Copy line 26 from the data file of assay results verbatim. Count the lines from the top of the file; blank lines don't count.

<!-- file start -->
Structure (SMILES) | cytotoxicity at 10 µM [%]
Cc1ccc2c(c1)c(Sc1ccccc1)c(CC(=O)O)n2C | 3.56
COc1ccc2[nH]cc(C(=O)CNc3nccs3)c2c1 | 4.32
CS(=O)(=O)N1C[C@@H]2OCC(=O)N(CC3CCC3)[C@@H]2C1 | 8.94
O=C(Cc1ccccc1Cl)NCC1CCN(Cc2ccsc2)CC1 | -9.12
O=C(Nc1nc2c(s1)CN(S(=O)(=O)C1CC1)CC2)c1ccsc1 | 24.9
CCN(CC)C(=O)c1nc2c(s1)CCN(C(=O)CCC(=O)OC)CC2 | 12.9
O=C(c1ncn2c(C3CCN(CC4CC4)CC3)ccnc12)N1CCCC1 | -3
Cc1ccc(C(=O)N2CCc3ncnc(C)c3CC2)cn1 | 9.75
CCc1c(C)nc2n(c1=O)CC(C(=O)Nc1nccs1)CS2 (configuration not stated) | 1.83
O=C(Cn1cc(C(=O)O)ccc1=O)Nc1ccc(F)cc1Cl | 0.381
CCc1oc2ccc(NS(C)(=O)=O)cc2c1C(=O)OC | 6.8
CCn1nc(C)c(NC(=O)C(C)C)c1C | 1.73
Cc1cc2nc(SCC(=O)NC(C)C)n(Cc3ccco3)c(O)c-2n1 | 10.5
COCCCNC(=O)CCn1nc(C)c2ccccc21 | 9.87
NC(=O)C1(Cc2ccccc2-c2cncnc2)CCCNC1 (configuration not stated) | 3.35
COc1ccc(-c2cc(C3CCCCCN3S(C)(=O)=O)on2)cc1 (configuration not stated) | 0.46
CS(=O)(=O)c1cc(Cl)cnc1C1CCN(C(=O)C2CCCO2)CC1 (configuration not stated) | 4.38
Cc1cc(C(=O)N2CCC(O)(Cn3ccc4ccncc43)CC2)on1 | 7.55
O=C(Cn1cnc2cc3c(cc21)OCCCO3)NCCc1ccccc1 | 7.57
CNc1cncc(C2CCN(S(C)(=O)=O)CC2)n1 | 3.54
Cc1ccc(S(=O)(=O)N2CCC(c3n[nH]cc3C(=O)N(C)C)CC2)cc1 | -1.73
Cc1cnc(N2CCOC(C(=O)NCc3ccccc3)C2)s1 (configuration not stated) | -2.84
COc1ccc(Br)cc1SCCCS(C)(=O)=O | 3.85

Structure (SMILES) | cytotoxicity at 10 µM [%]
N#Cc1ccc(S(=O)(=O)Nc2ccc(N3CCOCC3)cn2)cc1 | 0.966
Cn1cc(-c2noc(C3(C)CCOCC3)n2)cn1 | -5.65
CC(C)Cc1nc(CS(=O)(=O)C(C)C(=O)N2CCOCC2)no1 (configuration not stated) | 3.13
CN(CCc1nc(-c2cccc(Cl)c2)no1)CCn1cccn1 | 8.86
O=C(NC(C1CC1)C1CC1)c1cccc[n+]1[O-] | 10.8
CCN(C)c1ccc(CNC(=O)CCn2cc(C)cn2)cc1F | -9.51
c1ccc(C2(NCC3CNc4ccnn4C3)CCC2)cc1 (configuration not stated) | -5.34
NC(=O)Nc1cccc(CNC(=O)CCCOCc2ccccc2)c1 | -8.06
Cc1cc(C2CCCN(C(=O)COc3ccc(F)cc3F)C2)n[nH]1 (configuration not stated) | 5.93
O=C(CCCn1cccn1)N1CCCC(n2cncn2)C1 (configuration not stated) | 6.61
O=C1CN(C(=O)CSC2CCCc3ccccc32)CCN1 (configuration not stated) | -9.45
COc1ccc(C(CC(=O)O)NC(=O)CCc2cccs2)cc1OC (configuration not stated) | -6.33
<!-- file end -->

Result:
N#Cc1ccc(S(=O)(=O)Nc2ccc(N3CCOCC3)cn2)cc1 | 0.966